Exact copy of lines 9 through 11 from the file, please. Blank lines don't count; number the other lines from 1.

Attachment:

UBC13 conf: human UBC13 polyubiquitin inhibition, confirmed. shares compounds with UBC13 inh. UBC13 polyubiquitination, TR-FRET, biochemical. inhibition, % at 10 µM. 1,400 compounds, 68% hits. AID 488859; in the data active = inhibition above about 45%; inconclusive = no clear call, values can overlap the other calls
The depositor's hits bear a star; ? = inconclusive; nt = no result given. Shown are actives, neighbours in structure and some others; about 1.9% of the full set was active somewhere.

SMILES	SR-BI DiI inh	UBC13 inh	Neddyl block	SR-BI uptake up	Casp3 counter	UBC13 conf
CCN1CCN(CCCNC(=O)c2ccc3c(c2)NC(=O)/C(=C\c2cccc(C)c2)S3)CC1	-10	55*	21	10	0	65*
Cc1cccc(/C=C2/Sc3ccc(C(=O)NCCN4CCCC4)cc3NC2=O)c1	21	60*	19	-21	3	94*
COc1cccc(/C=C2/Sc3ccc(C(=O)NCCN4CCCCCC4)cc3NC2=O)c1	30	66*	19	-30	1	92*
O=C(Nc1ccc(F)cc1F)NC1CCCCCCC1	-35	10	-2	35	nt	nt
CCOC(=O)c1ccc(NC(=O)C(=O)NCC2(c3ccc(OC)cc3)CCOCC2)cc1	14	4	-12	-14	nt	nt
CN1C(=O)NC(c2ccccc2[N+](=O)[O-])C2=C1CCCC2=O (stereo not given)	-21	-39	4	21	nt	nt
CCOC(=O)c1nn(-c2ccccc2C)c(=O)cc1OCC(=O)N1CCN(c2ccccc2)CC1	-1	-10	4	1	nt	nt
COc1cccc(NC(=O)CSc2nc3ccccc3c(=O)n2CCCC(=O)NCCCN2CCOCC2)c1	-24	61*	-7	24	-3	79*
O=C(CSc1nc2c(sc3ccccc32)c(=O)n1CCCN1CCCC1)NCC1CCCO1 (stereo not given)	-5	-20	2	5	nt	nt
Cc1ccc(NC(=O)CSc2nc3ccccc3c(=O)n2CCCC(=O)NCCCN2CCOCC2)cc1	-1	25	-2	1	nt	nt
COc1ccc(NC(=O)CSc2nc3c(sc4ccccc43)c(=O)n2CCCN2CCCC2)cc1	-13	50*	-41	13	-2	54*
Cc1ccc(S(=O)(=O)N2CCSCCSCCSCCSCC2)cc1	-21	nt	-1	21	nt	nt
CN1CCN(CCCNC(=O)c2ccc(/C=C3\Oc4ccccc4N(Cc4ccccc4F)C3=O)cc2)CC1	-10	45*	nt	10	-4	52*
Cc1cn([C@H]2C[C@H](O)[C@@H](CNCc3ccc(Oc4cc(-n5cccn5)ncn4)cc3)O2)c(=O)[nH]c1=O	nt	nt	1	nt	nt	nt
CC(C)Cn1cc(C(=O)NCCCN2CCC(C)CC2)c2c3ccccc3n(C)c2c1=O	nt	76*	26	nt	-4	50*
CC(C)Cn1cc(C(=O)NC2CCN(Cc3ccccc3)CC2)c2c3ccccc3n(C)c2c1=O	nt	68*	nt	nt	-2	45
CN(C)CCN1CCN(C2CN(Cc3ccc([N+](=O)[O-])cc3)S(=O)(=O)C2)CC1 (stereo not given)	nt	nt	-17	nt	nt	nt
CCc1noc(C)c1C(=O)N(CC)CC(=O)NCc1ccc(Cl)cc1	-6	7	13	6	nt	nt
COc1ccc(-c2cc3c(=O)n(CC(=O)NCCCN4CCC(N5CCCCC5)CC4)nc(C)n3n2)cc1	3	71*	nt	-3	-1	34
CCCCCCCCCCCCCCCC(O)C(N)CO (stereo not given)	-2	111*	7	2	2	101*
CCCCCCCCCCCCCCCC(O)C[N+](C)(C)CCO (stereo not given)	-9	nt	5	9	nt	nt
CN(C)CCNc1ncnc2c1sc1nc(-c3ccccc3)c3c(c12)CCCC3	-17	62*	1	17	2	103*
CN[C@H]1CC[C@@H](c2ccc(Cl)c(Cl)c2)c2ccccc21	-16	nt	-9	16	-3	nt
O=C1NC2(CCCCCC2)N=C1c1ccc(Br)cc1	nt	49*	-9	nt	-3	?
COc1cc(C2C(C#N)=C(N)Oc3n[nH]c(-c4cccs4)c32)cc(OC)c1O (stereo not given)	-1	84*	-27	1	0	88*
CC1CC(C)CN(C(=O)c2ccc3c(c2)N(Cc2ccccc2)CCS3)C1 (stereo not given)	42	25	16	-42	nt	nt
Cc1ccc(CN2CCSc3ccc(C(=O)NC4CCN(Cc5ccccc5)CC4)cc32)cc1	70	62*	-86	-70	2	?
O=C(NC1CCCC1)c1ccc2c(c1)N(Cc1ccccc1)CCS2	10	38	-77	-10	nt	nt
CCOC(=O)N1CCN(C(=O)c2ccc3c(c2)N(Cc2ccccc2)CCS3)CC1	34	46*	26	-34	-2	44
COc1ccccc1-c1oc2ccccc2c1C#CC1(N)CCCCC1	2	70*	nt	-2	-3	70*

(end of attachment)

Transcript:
CN1C(=O)NC(c2ccccc2[N+](=O)[O-])C2=C1CCCC2=O (stereo not given)	-21	-39	4	21	nt	nt
CCOC(=O)c1nn(-c2ccccc2C)c(=O)cc1OCC(=O)N1CCN(c2ccccc2)CC1	-1	-10	4	1	nt	nt
COc1cccc(NC(=O)CSc2nc3ccccc3c(=O)n2CCCC(=O)NCCCN2CCOCC2)c1	-24	61*	-7	24	-3	79*